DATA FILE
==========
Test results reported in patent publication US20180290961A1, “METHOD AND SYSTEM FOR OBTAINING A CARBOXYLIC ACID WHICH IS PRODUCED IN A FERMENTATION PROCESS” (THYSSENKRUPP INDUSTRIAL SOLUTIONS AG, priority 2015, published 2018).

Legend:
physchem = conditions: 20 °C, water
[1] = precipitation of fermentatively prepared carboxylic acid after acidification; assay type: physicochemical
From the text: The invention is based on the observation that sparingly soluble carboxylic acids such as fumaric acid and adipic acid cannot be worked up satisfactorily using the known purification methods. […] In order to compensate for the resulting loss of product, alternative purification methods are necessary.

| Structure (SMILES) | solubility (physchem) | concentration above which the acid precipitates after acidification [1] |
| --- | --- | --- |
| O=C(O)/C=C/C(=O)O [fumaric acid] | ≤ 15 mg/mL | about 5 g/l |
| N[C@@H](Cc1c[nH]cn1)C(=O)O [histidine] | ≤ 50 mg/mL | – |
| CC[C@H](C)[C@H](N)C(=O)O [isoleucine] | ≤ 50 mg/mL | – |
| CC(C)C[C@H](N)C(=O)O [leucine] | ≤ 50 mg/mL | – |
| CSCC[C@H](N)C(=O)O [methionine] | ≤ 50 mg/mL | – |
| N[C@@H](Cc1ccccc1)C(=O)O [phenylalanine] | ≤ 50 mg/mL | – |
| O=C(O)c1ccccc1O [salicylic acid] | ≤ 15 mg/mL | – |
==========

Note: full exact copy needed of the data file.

Test results reported in patent publication US20180290961A1, “METHOD AND SYSTEM FOR OBTAINING A CARBOXYLIC ACID WHICH IS PRODUCED IN A FERMENTATION PROCESS” (THYSSENKRUPP INDUSTRIAL SOLUTIONS AG, priority 2015, published 2018).

Legend:
physchem = conditions: 20 °C, water
[1] = precipitation of fermentatively prepared carboxylic acid after acidification; assay type: physicochemical
From the text: The invention is based on the observation that sparingly soluble carboxylic acids such as fumaric acid and adipic acid cannot be worked up satisfactorily using the known purification methods. […] In order to compensate for the resulting loss of product, alternative purification methods are necessary.

| Structure (SMILES) | solubility (physchem) | concentration above which the acid precipitates after acidification [1] |
| --- | --- | --- |
| O=C(O)/C=C/C(=O)O [fumaric acid] | ≤ 15 mg/mL | about 5 g/l |
| N[C@@H](Cc1c[nH]cn1)C(=O)O [histidine] | ≤ 50 mg/mL | – |
| CC[C@H](C)[C@H](N)C(=O)O [isoleucine] | ≤ 50 mg/mL | – |
| CC(C)C[C@H](N)C(=O)O [leucine] | ≤ 50 mg/mL | – |
| CSCC[C@H](N)C(=O)O [methionine] | ≤ 50 mg/mL | – |
| N[C@@H](Cc1ccccc1)C(=O)O [phenylalanine] | ≤ 50 mg/mL | – |
| O=C(O)c1ccccc1O [salicylic acid] | ≤ 15 mg/mL | – |